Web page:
The Ultravenus Netflix Top 5

Emily Hughes

Netflix has quickly become a go-to when it comes to movie, box set and documentary viewing. With rainy and dreary days coming thick and fast, I’ve compiled a list of interesting viewings for those interested in feminism.

  1. Hot Girls Wanted

Before I get started, this documentary should have a trigger warning. It doesn’t, but please be warned some of the footage shown depicts sexual violence and may be triggering to survivors.

Before watching Hot Girls Wanted, I was pretty confident that working in porn must be horrendous but nothing prepared me for the shocking and difficult to watch 84 minutes that awaited. This film invites the viewer to see the experiences of a number of young women aged 18 – 24 in the amateur adult film industry.

I felt hot flushes of anguish courtesy of the blasé attitude of Riley Reynolds, a high school loser who founded Hussie Models and cashes in on these young and vulnerable girls. I was upset by the fact that these women felt porn was the only way to pay their way through university, education shouldn’t be so inaccessible. The short shelf life of women in this field is disgusting (THREE MONTHS). It’s like a inhumane conveyor belt – they’re then replaced, discarded, and then frequently feel shame for what they have done. It was a draining and emotional experience but an important one all the same.

I do have a major criticism of Hot Girls Wanted – it’s disappointing that only one Mexican woman is featured amongst a sea of seemingly middle class white women and no women of any other colour or creed. Articles like this one show there is a harrowing link between race and abuse in the porn industry.


  1. Saving Face

Another heartbreaking programme, I’m afraid, but also vital. Saving Face tells the story of a handful of women in Pakistan who have been subjected to acid attacks. This type of abuse is scarily becoming more and more common. The documentary cites 100 a year are reported but many sufferers are too frightened to come forward. It’s becoming so much of an issue that a free burns clinic for victims has been set up.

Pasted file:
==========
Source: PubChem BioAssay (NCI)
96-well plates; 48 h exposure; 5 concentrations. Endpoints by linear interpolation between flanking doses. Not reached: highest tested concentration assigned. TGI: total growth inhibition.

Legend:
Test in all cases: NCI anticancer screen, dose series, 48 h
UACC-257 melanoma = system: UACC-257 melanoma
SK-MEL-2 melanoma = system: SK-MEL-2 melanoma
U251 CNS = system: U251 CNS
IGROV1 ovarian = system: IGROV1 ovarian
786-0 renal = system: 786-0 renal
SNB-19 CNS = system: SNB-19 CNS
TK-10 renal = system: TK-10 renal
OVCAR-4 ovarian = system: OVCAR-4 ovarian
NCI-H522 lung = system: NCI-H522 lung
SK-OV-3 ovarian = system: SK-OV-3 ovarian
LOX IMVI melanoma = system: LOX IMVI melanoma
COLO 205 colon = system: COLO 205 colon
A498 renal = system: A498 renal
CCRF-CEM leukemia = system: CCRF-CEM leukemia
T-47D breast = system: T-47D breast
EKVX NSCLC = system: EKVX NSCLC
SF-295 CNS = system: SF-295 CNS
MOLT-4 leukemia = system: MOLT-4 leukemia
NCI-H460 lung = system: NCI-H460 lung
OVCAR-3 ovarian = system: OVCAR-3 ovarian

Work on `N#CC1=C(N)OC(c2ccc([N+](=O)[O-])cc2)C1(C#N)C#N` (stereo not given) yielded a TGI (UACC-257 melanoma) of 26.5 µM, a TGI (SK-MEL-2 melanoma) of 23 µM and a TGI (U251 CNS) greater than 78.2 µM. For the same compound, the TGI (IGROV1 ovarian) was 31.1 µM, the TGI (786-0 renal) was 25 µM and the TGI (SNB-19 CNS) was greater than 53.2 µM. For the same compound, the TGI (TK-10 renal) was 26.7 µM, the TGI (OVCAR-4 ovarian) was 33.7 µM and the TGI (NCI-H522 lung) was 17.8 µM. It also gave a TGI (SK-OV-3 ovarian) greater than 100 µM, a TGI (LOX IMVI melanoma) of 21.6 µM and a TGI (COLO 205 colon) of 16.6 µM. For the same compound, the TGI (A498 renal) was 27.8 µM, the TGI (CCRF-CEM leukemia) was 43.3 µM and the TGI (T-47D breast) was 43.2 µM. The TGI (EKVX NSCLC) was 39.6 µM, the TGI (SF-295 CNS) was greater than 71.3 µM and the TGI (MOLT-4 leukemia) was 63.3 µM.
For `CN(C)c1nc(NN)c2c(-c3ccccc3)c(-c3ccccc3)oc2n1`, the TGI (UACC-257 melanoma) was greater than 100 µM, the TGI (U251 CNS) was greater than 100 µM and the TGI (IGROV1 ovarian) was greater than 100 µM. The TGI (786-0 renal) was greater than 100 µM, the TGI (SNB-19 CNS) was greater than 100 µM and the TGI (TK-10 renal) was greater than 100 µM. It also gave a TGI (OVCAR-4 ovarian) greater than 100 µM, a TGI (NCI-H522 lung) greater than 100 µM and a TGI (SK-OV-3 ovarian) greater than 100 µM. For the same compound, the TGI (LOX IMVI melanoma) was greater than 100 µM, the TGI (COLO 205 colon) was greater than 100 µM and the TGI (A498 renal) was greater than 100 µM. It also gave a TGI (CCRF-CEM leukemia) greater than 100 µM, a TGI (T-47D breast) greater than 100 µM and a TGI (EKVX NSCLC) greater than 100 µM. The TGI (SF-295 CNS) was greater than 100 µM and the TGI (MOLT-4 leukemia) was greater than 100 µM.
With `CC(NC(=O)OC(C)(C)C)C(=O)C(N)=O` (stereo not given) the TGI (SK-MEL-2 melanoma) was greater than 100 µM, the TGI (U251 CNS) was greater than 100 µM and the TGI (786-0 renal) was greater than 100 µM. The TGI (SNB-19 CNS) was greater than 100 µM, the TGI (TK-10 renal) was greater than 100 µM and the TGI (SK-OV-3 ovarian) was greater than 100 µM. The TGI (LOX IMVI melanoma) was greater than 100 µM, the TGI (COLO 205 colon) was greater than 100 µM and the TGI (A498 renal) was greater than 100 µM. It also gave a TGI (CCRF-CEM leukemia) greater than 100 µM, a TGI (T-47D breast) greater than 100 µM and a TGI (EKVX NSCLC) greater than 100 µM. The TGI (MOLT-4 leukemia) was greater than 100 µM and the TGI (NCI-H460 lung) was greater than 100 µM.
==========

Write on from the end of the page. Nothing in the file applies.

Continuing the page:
Katie Piper, the English model who suffered the same fate was actually a bit of a guinea pig to her plastic surgeon, Dr Mohammed Jawad. After the success of her multiple reconstructive procedures, Dr Jawad had a newfound confidence and desire to help the women of his home country. Saving Face documents his visit to Pakistan and the each of women he helps’ journey to recovery.


  1. Girl Rising  

If you enjoyed reading Malala Yousafzai’s autobiography or are interested in the work she does, this could be one for you. Girl Rising is a movie-style documentary that’s really unique. It focuses on a number of young girls from developing countrie around the world who did not have access to education for a number of saddening reasons and makes reconstructions of their stories, where the girls star as themselves. Each girl was partnered with a writer from their home country to help bring their autobiographical stories to life.


  1. Tig

Tig Notaro is a stand up comedian.

Just writing about this makes me smile; the film, despite its repeatedly sad parts, is completely uplifting and inspirational. She is portrayed as such a fun, light hearted person and her comedy doesn’t revolve around jokes at the expense of others but mainly herself, which I’m a massive fan of. The documentary is raw and emotive. It follows the comedienne as she tackles life as a single lesbian woman in her forties, trying to find a surrogate mother and sperm donor for her baby whilst falling in love with her straight female friend and doing super rad things like flashing her mastectomy scars during a filmed comedy special.


  1. What Happened, Miss Simone?

Whilst making Ultravenus Volume 2, I asked the other ladies on the UV team for their input to help get a representation of all of our inspirations and mix of genres for the playlist. Iris selected “Love Me or Leave Me” by Nina Simone. When I saw there was a documentary about Nina on Netflix, I was really keen to get to know the soul behind the incredible voice and boy, am I glad I did.

Her musical talents were just out of this world and Nina is painted as articulate, eloquent and beautiful. As the film goes on, we get an insiders view to what went on behind closed doors and its pretty dark. Her story is told through interviews with those who knew her – her friends, husband and daughter, as well as live footage of her performing and being interviewed.

It’s such a powerful piece of cinematography covering a whole scope of issues from the white washing of beauty standards, racism and her role in activism, domestic violence, rape and mental health. Since viewing it and listening to her music makes my heart aches as I can hear the pain in the lyrics which turn out to have hidden meaning.

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